Scottish Olympic gold medallist Chris Hoy and his wife Sarra spoke about the premature birth of their son on World Prematurity Day, saying it left them shocked.
British racing driver and former track cyclist Chris Hoy and his wife Sarra Hoy have opened up about the premature birth of their son, Callum, saying it was a 'frightening' experience.
The Edinburgh-born athlete's son was born 11 weeks early after doctors discovered his wife suffered from severe pre-eclampsia, a potentially lethal pregnancy disorder which consists of high blood pressure and protein in the urine.
Sir Chris told Manchester Evening News: "Having Callum so early was a shocking and frightening experience.
"Nothing can prepare you for having a tiny and sick baby on a neonatal unit."
He said: 'It is a surprise to any family, we were still 11 weeks off the due date and there were so many things yet to be done."
After Callum's birth in October 2014, the couple had to wait several days before holding their baby, who weighed just 2lbs 2oz and required two years of post-birth care.
Mrs Hoy admitted: "My first instinct was to get up and run away (from the situation), because it’s the last thing you want to hear."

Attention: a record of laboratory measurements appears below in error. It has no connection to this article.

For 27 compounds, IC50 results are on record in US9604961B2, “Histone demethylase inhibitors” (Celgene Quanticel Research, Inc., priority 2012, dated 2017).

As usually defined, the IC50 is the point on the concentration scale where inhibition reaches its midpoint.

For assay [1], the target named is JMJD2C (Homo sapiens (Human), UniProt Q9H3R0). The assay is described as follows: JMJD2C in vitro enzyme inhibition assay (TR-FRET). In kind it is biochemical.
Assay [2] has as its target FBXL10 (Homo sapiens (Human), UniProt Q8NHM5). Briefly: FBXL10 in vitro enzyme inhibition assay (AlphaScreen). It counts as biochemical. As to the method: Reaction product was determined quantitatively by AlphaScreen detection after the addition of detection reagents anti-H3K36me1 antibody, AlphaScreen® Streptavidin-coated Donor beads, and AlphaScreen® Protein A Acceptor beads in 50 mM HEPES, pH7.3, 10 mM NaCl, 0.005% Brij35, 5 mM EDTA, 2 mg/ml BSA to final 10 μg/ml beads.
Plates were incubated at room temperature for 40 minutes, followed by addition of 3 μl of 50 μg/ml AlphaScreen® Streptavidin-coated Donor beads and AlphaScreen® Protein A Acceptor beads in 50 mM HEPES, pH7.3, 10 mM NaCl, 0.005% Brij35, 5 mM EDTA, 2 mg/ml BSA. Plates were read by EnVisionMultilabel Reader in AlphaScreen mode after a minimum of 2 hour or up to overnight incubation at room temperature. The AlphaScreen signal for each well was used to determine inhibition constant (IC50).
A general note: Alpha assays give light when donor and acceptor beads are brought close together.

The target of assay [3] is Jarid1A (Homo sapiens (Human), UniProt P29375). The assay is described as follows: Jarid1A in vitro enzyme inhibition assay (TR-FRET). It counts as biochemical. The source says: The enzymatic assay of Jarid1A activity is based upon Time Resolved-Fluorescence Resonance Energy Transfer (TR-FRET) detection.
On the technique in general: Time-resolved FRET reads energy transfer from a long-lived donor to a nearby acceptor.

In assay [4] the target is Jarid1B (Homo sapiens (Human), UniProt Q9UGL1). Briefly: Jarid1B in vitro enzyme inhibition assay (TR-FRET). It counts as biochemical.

She said she was terrified to damage him: "It took two nurses to help lift him out of his incubator and lay him on my chest.
"It was like holding a frail baby bird. We were terrified but at the same time utterly consumed with love and a desire to protect him."
Raising awareness of the issue
The couple were speaking out on World Prematurity Day, which is observed on 17 November each year, to raise awareness of premature birth and the concerns of preterm babies and their families, and to mark Pampers' new Preemie Protection nappies for premature babies in partnership with UK's leading prematurity charity Bliss
Mrs Hoy recalls her shock after giving birth, saying that at the time, she didn't know babies could be born that early.
She added: "But actually you learn an awful lot when you have a premature baby and babies are born a lot earlier than - up to even 23 weeks and born a lot smaller than Callum – which is why these nappies for Pampers are so significant."
Despite his difficult start, Callum, who is now aged five, is thriving at school and is the tallest in his class.